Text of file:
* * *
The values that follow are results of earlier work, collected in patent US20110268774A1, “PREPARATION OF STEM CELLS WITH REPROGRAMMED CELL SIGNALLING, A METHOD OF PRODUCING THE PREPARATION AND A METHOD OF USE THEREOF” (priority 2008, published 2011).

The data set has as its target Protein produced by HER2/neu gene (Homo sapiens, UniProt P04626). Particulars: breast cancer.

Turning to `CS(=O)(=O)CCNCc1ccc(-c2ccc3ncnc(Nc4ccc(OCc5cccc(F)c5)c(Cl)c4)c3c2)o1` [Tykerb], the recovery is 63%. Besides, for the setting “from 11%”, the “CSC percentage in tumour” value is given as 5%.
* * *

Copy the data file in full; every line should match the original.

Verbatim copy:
The values that follow are results of earlier work, collected in patent US20110268774A1, “PREPARATION OF STEM CELLS WITH REPROGRAMMED CELL SIGNALLING, A METHOD OF PRODUCING THE PREPARATION AND A METHOD OF USE THEREOF” (priority 2008, published 2011).

The data set has as its target Protein produced by HER2/neu gene (Homo sapiens, UniProt P04626). Particulars: breast cancer.

Turning to `CS(=O)(=O)CCNCc1ccc(-c2ccc3ncnc(Nc4ccc(OCc5cccc(F)c5)c(Cl)c4)c3c2)o1` [Tykerb], the recovery is 63%. Besides, for the setting “from 11%”, the “CSC percentage in tumour” value is given as 5%.